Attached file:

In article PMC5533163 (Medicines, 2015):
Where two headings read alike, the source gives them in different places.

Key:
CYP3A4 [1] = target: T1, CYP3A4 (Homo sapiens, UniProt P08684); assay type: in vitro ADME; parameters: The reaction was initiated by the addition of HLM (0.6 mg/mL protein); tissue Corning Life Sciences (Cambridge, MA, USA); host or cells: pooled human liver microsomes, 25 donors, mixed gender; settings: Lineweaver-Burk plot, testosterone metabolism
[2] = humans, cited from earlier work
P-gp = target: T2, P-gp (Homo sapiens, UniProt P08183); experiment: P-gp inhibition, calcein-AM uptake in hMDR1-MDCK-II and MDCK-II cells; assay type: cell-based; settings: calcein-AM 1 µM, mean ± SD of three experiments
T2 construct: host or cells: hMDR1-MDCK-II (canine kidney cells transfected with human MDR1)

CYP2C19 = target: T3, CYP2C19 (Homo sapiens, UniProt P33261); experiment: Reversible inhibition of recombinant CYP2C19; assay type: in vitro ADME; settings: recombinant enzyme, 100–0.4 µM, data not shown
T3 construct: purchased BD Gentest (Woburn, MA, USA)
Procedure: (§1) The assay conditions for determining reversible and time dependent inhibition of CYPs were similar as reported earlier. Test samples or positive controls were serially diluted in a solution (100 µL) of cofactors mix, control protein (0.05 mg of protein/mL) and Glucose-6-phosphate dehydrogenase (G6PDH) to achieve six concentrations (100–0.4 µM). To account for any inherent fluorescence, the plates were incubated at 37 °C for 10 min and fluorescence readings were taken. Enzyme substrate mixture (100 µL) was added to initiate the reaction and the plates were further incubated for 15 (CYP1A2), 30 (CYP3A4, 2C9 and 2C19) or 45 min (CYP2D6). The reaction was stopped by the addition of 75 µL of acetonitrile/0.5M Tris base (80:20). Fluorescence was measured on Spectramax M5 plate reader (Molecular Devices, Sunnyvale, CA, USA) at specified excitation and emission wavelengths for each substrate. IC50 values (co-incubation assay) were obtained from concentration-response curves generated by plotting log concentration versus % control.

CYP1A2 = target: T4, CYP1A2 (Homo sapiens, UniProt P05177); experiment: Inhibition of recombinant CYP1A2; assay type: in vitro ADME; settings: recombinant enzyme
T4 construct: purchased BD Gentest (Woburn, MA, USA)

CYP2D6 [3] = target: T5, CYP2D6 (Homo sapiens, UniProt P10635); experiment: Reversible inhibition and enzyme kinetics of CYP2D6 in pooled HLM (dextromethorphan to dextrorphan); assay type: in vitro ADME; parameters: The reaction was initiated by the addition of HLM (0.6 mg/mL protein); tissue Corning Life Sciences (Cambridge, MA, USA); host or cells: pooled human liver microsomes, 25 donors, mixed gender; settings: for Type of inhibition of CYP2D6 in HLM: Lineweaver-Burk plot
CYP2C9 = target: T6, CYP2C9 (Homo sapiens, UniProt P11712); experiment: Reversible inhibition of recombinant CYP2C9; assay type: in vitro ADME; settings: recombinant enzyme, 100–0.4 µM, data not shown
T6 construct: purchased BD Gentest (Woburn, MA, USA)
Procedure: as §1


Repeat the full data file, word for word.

In article PMC5533163 (Medicines, 2015):
Where two headings read alike, the source gives them in different places.

Key:
CYP3A4 [1] = target: T1, CYP3A4 (Homo sapiens, UniProt P08684); assay type: in vitro ADME; parameters: The reaction was initiated by the addition of HLM (0.6 mg/mL protein); tissue Corning Life Sciences (Cambridge, MA, USA); host or cells: pooled human liver microsomes, 25 donors, mixed gender; settings: Lineweaver-Burk plot, testosterone metabolism
[2] = humans, cited from earlier work
P-gp = target: T2, P-gp (Homo sapiens, UniProt P08183); experiment: P-gp inhibition, calcein-AM uptake in hMDR1-MDCK-II and MDCK-II cells; assay type: cell-based; settings: calcein-AM 1 µM, mean ± SD of three experiments
T2 construct: host or cells: hMDR1-MDCK-II (canine kidney cells transfected with human MDR1)

CYP2C19 = target: T3, CYP2C19 (Homo sapiens, UniProt P33261); experiment: Reversible inhibition of recombinant CYP2C19; assay type: in vitro ADME; settings: recombinant enzyme, 100–0.4 µM, data not shown
T3 construct: purchased BD Gentest (Woburn, MA, USA)
Procedure: (§1) The assay conditions for determining reversible and time dependent inhibition of CYPs were similar as reported earlier. Test samples or positive controls were serially diluted in a solution (100 µL) of cofactors mix, control protein (0.05 mg of protein/mL) and Glucose-6-phosphate dehydrogenase (G6PDH) to achieve six concentrations (100–0.4 µM). To account for any inherent fluorescence, the plates were incubated at 37 °C for 10 min and fluorescence readings were taken. Enzyme substrate mixture (100 µL) was added to initiate the reaction and the plates were further incubated for 15 (CYP1A2), 30 (CYP3A4, 2C9 and 2C19) or 45 min (CYP2D6). The reaction was stopped by the addition of 75 µL of acetonitrile/0.5M Tris base (80:20). Fluorescence was measured on Spectramax M5 plate reader (Molecular Devices, Sunnyvale, CA, USA) at specified excitation and emission wavelengths for each substrate. IC50 values (co-incubation assay) were obtained from concentration-response curves generated by plotting log concentration versus % control.

CYP1A2 = target: T4, CYP1A2 (Homo sapiens, UniProt P05177); experiment: Inhibition of recombinant CYP1A2; assay type: in vitro ADME; settings: recombinant enzyme
T4 construct: purchased BD Gentest (Woburn, MA, USA)

CYP2D6 [3] = target: T5, CYP2D6 (Homo sapiens, UniProt P10635); experiment: Reversible inhibition and enzyme kinetics of CYP2D6 in pooled HLM (dextromethorphan to dextrorphan); assay type: in vitro ADME; parameters: The reaction was initiated by the addition of HLM (0.6 mg/mL protein); tissue Corning Life Sciences (Cambridge, MA, USA); host or cells: pooled human liver microsomes, 25 donors, mixed gender; settings: for Type of inhibition of CYP2D6 in HLM: Lineweaver-Burk plot
CYP2C9 = target: T6, CYP2C9 (Homo sapiens, UniProt P11712); experiment: Reversible inhibition of recombinant CYP2C9; assay type: in vitro ADME; settings: recombinant enzyme, 100–0.4 µM, data not shown
T6 construct: purchased BD Gentest (Woburn, MA, USA)
Procedure: as §1